It appears more and more likely a case against opioid manufacturers and distributors will proceed to trial in New York state, keeping Bank of America bearish on the companies despite recent performance.
The recent denial of a motion to delay the case — which the state brought against the companies —and other factors make it look likely it will go to trial as scheduled March 20, BofA Securities analyst Jason Gerberry said in a Monday note.
That's leading Gerberry to keep Underperform ratings on industry stocks in his coverage, including opioid manufacturers Teva Pharmaceutical Industries Ltd (NYSE: TEVA) and Mallinckrodt PLC (NYSE: MNK), even though they've generally outperformed the market.
What To Know About The New York Opioid Case
Lawsuits against opioid makers and distributors from eight New York counties were consolidated into one case brought by the New York attorney general in 2017.
Initially the case was focused on Purdue Pharma, which New York accused of helping create the opioid epidemic, but the company went bankrupt. That led to the case changing focus to a broader list of allegations against other manufacturers and distributors.
Gerberry said the case has gotten investor attention recently as a trial has approached with no updates on potential settlements.
"The ongoing opioid litigation remains in its early innings and the financial risk remains difficult to quantify, which is a key reason we are Underperform rated on the companies with opioid exposure in our coverage," the analyst said.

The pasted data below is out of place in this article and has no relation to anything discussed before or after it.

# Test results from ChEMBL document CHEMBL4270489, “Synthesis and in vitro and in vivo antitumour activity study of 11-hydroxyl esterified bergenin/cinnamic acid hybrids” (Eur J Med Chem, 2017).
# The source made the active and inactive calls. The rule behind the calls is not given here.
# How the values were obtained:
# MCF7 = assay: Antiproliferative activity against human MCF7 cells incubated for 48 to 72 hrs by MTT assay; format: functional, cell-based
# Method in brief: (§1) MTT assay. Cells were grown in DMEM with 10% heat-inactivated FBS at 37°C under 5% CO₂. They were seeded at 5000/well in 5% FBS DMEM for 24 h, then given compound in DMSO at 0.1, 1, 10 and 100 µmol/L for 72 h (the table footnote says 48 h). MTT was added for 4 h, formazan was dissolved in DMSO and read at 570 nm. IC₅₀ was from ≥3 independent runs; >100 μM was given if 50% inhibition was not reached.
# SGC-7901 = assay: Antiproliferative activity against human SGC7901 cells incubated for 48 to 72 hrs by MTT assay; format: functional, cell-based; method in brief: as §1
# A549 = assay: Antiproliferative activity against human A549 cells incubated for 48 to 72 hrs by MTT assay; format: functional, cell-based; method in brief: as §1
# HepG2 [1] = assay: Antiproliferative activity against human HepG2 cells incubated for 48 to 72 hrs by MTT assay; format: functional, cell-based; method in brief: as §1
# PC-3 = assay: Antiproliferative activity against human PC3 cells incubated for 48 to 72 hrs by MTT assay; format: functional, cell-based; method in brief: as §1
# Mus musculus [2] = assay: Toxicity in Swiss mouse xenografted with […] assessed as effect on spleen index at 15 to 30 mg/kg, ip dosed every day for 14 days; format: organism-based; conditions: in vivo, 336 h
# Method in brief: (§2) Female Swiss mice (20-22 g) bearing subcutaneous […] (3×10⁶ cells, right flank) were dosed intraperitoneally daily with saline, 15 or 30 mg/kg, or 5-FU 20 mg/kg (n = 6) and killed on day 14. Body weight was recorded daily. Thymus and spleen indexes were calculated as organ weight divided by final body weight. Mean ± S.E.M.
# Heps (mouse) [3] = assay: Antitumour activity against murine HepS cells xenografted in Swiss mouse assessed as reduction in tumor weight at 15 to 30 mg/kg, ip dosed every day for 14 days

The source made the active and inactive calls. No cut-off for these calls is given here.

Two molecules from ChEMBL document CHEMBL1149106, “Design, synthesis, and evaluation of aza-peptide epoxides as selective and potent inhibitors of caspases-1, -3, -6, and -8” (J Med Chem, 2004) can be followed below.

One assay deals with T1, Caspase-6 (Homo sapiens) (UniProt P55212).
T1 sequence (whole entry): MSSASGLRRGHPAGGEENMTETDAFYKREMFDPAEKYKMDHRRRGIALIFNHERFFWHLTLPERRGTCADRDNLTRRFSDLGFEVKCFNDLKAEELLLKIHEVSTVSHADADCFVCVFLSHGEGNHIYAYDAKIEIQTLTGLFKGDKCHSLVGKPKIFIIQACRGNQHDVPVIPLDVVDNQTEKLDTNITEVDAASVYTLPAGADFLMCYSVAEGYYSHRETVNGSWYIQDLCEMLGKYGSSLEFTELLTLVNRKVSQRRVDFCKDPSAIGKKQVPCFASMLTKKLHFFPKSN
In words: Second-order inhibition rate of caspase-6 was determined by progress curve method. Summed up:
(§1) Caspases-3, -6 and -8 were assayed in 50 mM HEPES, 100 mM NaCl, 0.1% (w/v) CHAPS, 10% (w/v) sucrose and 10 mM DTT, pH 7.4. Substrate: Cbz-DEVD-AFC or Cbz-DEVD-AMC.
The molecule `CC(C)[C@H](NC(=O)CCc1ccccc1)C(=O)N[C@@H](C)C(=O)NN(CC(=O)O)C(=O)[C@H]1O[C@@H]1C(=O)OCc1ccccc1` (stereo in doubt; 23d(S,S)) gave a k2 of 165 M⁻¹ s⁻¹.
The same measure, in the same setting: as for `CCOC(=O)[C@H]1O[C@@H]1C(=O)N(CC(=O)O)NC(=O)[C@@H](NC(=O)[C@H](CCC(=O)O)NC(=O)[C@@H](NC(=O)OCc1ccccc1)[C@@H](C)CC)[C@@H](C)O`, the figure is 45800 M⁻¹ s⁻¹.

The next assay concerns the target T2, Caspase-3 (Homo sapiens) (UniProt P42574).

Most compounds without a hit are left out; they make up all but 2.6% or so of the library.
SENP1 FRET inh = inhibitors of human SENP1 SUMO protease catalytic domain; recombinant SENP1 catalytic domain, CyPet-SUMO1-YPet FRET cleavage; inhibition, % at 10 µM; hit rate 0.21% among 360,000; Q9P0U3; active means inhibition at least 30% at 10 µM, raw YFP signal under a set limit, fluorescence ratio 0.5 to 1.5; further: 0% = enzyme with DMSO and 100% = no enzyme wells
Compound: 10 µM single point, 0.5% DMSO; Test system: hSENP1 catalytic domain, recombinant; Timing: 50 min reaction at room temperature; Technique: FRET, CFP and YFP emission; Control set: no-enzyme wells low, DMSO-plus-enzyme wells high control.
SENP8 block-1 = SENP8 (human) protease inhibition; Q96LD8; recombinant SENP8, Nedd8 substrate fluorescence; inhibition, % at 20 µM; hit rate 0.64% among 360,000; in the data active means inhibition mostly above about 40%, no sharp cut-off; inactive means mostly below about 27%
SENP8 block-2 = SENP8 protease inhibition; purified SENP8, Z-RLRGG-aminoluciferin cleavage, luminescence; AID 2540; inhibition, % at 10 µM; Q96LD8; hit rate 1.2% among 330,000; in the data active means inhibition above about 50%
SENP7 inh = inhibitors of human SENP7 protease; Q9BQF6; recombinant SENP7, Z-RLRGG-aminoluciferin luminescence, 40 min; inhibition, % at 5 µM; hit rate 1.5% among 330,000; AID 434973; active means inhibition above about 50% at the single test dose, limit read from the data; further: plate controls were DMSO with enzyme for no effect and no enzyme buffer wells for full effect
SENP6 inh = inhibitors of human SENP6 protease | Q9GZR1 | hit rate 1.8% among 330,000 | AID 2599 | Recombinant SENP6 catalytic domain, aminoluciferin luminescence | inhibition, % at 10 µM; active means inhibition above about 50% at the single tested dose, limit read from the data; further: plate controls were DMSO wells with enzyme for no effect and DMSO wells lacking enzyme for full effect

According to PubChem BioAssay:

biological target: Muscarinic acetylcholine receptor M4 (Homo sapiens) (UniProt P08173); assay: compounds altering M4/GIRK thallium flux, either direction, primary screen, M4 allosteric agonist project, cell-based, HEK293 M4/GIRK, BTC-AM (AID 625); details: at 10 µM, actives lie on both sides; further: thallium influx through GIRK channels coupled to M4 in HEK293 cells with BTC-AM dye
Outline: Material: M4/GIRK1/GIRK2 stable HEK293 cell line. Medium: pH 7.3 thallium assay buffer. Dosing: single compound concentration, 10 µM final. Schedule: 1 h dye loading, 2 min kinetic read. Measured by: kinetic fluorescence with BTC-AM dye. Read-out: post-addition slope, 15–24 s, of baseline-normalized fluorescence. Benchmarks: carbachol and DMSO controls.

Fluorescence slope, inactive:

Other Opioid Cases
So far, two other cases elsewhere in the country have ended in settlements. In another case, in Oklahoma, a judge ordered Johnson & Johnson (NYSE: JNJ) to pay more than $500 million for its alleged role in the epidemic.
A proposed $48-billion settlement framework was announced in October, but most states have declined to participate in the settlement approach.
Gerberry said downside risk isn't fully priced in to Teva and Mallinckrodt as the New York trial approaches, but also because other state litigation, including a case in Ohio, persists.
Also, it has been months since the settlement framework, but few states have seemed interested. Without a global settlement, even if states do settle in piecemeal fashion, it could stretch out costs over a long time, he said.
Gerberry also noted a recent buy-side survey that "suggests institutional investors are bearish on opioid-exposed names ahead of (the New York) case, which runs counter to recent outperformance."
Besides New York, other cases against the opioid industry that could go to trial in 2020 include those in Ohio, Alabama, Mississippi, Louisiana and Washington.
Pharma Stock Action
Teva Pharmaceuticals was trading up 1.36% on Monday at $12.32, while Mallinckrodt was 1.8% higher at $5.37.